the gross receipts from operation of such companies and each thereof within this state. When such companies are operating partly within and partly without this state, the gross receipts within this state shall be deemed to be all receipts on business beginning and ending within this state, and a proportion, based upon the proportion of the mileage within this state to the entire mileage over which such business is done, of receipts on all business passing through, into, or out of this state."
"The percentages above mentioned shall be as follows: . . . on all sleeping car, dining car, drawing room car, palace car companies, . . . three percent. . . . Such taxes shall be in lieu of all other taxes and licenses, state, county and municipal, upon the property above enumerated of such companies except as otherwise in this section provided. . . ."
"(e) . . . In the event that the above named revenues are at any time deemed insufficient to meet the annual expenditures of the state, including the above named expenditures for educational purposes, there may be levied, in the manner to be provided by law, a tax, for state purposes, on all the property in the state, including the classes of property enumerated in this section, sufficient to meet the deficiency."
"(f) All the provisions of this section shall be self-executing, and the legislature shall pass all laws necessary to carry this section into effect, and shall provide for a valuation and assessment of the property enumerated in this section. . . . The rates of taxation fixed in this section shall remain in force until changed by the legislature, two-thirds of all the members elected to each of the two houses voting in favor thereof."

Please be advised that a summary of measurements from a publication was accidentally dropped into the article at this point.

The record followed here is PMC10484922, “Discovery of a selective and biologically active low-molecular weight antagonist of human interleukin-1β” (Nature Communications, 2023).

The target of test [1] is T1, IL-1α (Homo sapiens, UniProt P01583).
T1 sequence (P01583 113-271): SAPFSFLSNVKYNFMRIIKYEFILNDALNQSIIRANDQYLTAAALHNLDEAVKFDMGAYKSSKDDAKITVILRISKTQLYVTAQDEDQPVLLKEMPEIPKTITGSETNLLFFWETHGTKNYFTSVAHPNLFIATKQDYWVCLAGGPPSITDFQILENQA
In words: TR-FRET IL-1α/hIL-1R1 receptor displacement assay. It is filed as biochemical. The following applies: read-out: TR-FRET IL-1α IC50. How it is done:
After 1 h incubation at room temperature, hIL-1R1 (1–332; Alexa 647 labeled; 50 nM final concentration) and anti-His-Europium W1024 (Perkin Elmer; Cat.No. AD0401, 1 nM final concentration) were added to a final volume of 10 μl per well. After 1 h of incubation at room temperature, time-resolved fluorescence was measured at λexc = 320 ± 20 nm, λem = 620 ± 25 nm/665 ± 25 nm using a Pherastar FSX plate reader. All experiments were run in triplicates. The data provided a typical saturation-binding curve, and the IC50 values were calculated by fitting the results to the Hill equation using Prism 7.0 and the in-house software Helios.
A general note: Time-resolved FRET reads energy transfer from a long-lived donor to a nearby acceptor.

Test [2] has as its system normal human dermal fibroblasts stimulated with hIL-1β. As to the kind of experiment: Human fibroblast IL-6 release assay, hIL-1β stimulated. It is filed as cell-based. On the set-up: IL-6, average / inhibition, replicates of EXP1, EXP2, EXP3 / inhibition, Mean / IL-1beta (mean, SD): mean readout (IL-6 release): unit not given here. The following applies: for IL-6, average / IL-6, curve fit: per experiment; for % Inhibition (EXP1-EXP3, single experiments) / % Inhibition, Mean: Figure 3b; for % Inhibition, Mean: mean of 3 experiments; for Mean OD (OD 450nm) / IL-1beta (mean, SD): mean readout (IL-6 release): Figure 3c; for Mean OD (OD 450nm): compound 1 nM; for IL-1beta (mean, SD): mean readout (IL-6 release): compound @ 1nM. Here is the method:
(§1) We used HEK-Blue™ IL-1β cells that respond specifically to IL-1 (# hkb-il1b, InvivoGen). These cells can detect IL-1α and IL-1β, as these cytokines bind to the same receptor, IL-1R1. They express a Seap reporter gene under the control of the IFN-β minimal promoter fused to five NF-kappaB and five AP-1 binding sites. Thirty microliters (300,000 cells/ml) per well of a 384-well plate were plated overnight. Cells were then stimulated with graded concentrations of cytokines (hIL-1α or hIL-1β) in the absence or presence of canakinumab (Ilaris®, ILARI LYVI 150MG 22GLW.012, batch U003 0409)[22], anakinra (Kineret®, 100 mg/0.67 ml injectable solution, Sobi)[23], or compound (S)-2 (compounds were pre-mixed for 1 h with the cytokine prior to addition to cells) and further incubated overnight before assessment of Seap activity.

Several acts to carry the amendment into effect were adopted from time to time, but it suffices here to say of them, first, that the computing percentage applicable to sleeping car, dining car, drawing room car, and palace car
companies was increased to four percent in 1913 (c. 6, Laws 1913) and reduced to three and ninety-five hundredths percent in 1915 (c. 2, Laws 1915); secondly, that provision was made for enforcing the tax by either the usual tax sale or a suit in the name of the state (c. 335, §§ 20, 21, 24, Laws 1910-11; c. 6, § 5, Laws 1913); and, thirdly, that there was further provision that, if the tax was not paid within a designated period, the delinquent company, if a domestic corporation, "will forfeit its charter," and if a foreign corporation, "will forfeit its right to do business in this state," and that the transaction of any business in the state on behalf of a company incurring any such forfeiture, except to settle its affairs, should be punished by substantial fines. Laws 1911, c. 335, § 24; Laws 1913, c. 6, § 5, and c. 320, § 9.
The taxes in question were levied under the new system in 1911 and six subsequent years. All were alike save in particulars not material here, so it will be enough to state the facts relating to the tax levied in 1911.
The Pullman Company is an Illinois corporation engaged in operating sleeping and parlor cars on the railroads of the country. Some of its cars are operated between points in California, some between points within and points without that state, and some through the state between points outside. In 1910, the company's gross receipts from all its operations within the state were $1,905,302.97. Of this sum, $938,786.80 came from operations which began and ended in the state, and $966,516.17 came from that part of the interstate operations which was within the state. The latter amount was arrived at by taking every service performed partly within and partly without the state and determining on a mileage basis what portion of the sum received therefor was attributable to the part of the service within the state. To illustrate: if a passenger was carried in a sleeping car from Oakland to Chicago for $14, and one-seventh of